Gallium nitride (GaN) is often regarded more or less as the younger brother of gallium arsenide (GaAs), and to some extent this is an accurate view. Lately, GaN has been receiving a great deal of attention, for the most part because its strong points - handling high frequencies, high power levels and higher operational linearity - are required by technologies that are now, or will soon become, significant economically.
The market for GaN devices can be divided into two main sectors: LEDs, where GaN enables much higher efficiency in green, blue and ultraviolet applications; and communication devices, where power and linearity become paramount. GaN has been used in LEDs for some years, but its application in volume to solving communication problems is really just getting under way. Two of the most important applications are in mobile telephone base stations and in military radar systems. In particular, the military sees a vital role for GaN in X-band radar systems. This is the high-end application area that GaN should excel in.
Although the need for GaN devices is motivating a great deal of exciting research and development, the volume of GaN devices being sold into all markets will, in the next few years, amount to no more than a small fraction of the volume of GaAs devices sold. At the moment, there is no reason to suppose that this volume relationship will change much if one looks ahead five or even ten years. As exciting as GaN is, there are simply many more mobile phone handsets and satellite television receivers that use GaAs chips.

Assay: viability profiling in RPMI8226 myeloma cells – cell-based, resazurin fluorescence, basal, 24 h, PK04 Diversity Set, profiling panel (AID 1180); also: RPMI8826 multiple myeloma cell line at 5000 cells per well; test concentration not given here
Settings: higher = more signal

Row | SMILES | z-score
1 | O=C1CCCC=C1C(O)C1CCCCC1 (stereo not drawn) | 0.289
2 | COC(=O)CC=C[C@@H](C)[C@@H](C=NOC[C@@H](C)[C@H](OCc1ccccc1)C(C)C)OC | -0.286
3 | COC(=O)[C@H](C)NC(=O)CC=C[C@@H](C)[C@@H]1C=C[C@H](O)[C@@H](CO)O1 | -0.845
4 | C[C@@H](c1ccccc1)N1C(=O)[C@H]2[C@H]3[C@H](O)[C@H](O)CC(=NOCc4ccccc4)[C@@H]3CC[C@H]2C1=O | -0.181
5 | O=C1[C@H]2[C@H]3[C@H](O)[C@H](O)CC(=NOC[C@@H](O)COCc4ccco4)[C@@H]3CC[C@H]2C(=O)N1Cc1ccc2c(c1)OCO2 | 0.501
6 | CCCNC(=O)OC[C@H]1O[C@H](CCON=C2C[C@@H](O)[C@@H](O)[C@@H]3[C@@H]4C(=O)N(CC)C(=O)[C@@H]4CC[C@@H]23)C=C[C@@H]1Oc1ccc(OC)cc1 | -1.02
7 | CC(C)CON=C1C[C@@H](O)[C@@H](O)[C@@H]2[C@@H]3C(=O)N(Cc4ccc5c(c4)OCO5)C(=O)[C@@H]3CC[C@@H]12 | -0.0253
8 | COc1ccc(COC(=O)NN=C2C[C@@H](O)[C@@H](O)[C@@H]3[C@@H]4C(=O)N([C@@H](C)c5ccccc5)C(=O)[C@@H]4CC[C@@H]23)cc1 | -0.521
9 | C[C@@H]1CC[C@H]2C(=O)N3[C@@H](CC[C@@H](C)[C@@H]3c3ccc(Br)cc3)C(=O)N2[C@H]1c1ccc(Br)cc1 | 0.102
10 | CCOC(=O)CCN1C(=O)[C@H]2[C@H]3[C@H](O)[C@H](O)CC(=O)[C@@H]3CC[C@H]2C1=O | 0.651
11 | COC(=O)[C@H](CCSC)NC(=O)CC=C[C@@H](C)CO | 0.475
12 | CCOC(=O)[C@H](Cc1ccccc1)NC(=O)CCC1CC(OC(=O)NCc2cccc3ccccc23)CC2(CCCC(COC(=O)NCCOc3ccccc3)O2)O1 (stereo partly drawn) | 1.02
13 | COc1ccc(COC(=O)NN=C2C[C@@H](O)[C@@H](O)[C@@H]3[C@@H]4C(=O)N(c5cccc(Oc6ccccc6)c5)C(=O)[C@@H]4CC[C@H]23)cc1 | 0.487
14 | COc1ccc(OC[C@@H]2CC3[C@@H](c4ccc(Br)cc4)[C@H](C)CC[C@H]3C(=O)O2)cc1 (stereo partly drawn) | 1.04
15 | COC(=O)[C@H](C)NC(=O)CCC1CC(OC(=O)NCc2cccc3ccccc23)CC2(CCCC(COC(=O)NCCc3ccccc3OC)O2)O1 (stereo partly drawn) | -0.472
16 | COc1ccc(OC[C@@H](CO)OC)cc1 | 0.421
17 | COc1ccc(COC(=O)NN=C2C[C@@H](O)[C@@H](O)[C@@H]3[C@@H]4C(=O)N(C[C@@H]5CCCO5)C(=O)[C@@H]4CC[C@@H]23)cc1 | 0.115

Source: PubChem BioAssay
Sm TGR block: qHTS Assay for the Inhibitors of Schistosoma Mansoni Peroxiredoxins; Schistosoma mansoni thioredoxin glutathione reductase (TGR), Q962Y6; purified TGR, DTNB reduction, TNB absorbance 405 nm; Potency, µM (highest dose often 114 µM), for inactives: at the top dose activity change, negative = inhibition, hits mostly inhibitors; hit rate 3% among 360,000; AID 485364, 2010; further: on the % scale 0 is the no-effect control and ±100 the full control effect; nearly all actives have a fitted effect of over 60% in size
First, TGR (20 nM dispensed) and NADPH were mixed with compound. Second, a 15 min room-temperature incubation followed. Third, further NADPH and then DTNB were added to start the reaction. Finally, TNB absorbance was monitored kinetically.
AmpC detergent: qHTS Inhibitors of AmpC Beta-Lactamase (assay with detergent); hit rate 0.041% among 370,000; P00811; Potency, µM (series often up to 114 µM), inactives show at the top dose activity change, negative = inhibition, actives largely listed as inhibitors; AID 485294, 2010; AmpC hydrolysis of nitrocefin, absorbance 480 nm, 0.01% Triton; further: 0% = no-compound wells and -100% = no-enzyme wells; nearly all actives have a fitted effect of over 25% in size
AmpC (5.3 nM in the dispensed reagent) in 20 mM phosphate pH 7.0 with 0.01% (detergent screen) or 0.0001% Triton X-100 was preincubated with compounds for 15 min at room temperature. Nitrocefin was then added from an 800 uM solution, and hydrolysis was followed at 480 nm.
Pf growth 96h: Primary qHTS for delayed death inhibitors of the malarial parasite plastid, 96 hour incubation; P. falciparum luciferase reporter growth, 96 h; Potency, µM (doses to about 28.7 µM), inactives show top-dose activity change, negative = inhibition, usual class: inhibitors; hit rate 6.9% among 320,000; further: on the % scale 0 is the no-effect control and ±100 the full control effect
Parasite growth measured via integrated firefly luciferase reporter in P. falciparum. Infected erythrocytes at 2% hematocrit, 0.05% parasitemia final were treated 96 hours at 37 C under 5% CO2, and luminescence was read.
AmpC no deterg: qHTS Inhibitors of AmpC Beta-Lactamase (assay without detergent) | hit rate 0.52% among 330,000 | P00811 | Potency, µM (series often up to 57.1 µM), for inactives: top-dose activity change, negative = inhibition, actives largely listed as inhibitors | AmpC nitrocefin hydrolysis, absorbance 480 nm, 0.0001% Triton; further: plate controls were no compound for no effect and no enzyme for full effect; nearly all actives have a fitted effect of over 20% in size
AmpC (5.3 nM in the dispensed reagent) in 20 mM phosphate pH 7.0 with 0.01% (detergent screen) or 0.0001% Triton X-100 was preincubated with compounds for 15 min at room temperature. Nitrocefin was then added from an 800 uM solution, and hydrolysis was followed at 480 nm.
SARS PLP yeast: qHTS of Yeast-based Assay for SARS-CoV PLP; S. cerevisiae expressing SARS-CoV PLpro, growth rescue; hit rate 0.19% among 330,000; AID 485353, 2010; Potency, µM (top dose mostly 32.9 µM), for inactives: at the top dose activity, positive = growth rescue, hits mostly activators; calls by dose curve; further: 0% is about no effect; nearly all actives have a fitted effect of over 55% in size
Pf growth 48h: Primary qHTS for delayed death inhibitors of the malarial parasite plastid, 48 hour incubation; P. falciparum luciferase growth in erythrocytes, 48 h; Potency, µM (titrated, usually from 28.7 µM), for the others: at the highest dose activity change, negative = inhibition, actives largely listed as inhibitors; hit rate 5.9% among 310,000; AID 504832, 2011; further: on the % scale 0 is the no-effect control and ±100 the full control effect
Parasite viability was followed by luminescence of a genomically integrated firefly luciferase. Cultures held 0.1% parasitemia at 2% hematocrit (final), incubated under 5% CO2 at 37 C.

One of the most active areas of research and development in GaN is the matter of native substrates for GaN. At least six different substrate materials are currently being used, at least experimentally (and in most cases commercially), for GaN. The reason for such a diversity of substrates is that there are no GaN ingots, as there are ingots of silicon. If GaN is melted to the required very high temperature in an attempt to grow a crystal of the material, the liquid simply dissociates into gallium and nitrogen.
There are, however, GaN substrates onto which GaN is epitaxially grown. The substrates themselves are grown, and then sliced into wafers. Most GaN-related epitaxial growth processes are limited in thickness (the active layer of GaN on a wafer of any material is generally 1 to 2 microns), but one firm, Kyma, has succeeded in growing GaN substrates that reach 1-centimetre in thickness.
At the moment, the native substrates in use for GaN, for both LED and high-frequency, high-power applications, include bulk GaN, diamond, silicon carbide, sapphire, aluminium nitride, and silicon. Additional substrates, such as AlN for LED substrates, are beginning to look for market share. The governing factors in the selection of the substrate type for a given application include the degree of lattice mismatch between the active GaN layer and the substrate, the thermal conductivity of the substrate, the difference in coefficient of thermal expansion between the substrate and the epitaxial layer, and the overall cost of the substrate.